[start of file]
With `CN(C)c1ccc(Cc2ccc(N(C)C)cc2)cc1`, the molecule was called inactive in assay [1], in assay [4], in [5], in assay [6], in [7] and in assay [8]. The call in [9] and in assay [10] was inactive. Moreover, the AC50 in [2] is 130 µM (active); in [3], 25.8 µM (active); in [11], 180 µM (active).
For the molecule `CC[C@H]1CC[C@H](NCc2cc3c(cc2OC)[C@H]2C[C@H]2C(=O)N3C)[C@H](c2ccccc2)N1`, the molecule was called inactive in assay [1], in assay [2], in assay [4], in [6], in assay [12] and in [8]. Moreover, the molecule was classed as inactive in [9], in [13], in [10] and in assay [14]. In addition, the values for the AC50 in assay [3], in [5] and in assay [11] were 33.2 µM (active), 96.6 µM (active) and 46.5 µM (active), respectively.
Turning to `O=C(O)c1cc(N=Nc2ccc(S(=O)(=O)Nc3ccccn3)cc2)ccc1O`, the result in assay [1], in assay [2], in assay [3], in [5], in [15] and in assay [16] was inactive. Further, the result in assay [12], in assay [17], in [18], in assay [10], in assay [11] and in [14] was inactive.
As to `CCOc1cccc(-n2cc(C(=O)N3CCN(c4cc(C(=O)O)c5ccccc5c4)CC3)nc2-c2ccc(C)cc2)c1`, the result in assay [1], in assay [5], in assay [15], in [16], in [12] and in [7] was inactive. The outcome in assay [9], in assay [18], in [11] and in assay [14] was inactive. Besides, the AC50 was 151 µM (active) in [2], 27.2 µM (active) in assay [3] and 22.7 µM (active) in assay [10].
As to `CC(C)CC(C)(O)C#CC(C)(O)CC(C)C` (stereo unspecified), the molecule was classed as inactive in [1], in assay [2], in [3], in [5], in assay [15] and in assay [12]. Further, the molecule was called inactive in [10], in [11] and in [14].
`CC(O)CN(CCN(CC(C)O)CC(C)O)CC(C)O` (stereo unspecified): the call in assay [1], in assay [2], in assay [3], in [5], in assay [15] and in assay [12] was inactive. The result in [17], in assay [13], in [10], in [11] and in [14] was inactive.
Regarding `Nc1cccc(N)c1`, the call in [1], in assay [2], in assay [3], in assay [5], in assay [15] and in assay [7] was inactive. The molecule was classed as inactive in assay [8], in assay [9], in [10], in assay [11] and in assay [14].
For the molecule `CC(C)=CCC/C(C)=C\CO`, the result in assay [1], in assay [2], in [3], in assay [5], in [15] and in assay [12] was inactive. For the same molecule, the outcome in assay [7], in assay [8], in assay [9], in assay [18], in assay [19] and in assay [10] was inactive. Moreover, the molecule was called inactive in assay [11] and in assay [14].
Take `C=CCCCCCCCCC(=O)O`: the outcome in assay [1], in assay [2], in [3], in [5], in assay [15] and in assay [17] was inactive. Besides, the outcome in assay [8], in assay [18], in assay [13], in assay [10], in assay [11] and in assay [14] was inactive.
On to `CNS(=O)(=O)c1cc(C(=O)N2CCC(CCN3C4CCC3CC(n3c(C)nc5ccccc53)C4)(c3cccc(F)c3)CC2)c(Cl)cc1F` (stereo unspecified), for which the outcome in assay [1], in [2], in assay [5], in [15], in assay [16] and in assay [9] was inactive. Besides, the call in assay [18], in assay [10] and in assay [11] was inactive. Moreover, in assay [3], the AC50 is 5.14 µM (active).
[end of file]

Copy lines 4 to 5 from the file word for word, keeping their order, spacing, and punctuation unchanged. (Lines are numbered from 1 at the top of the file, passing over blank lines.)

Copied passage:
As to `CCOc1cccc(-n2cc(C(=O)N3CCN(c4cc(C(=O)O)c5ccccc5c4)CC3)nc2-c2ccc(C)cc2)c1`, the result in assay [1], in assay [5], in assay [15], in [16], in [12] and in [7] was inactive. The outcome in assay [9], in assay [18], in [11] and in assay [14] was inactive. Besides, the AC50 was 151 µM (active) in [2], 27.2 µM (active) in assay [3] and 22.7 µM (active) in assay [10].
As to `CC(C)CC(C)(O)C#CC(C)(O)CC(C)C` (stereo unspecified), the molecule was classed as inactive in [1], in assay [2], in [3], in [5], in assay [15] and in assay [12]. Further, the molecule was called inactive in [10], in [11] and in [14].